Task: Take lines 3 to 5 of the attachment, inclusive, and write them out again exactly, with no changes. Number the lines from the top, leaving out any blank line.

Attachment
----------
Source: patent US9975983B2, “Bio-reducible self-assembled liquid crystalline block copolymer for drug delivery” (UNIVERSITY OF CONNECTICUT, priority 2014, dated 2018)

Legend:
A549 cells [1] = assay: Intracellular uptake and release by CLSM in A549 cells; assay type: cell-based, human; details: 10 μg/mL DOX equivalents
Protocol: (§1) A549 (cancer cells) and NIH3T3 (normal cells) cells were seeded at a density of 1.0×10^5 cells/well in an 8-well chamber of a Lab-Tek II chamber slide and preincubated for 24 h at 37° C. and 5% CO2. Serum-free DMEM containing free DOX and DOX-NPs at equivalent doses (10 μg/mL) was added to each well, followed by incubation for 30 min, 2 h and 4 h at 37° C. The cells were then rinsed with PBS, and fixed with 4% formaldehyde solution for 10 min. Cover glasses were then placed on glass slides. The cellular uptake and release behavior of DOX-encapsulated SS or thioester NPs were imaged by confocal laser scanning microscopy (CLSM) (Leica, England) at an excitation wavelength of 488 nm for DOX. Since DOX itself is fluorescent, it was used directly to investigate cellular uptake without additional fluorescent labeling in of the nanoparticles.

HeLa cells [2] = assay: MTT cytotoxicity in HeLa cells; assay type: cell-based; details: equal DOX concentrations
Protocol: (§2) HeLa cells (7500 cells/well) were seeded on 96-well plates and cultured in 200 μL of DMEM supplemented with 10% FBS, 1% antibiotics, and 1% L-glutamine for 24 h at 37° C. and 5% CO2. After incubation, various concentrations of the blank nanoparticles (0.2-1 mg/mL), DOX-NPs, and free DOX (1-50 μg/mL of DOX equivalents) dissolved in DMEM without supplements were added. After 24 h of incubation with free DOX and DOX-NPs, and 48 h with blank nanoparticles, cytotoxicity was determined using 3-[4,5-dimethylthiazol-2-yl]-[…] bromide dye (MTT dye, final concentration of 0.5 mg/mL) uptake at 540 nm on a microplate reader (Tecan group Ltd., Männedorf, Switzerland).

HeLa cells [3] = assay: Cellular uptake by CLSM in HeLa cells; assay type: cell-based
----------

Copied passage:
A549 cells [1] = assay: Intracellular uptake and release by CLSM in A549 cells; assay type: cell-based, human; details: 10 μg/mL DOX equivalents
Protocol: (§1) A549 (cancer cells) and NIH3T3 (normal cells) cells were seeded at a density of 1.0×10^5 cells/well in an 8-well chamber of a Lab-Tek II chamber slide and preincubated for 24 h at 37° C. and 5% CO2. Serum-free DMEM containing free DOX and DOX-NPs at equivalent doses (10 μg/mL) was added to each well, followed by incubation for 30 min, 2 h and 4 h at 37° C. The cells were then rinsed with PBS, and fixed with 4% formaldehyde solution for 10 min. Cover glasses were then placed on glass slides. The cellular uptake and release behavior of DOX-encapsulated SS or thioester NPs were imaged by confocal laser scanning microscopy (CLSM) (Leica, England) at an excitation wavelength of 488 nm for DOX. Since DOX itself is fluorescent, it was used directly to investigate cellular uptake without additional fluorescent labeling in of the nanoparticles.

HeLa cells [2] = assay: MTT cytotoxicity in HeLa cells; assay type: cell-based; details: equal DOX concentrations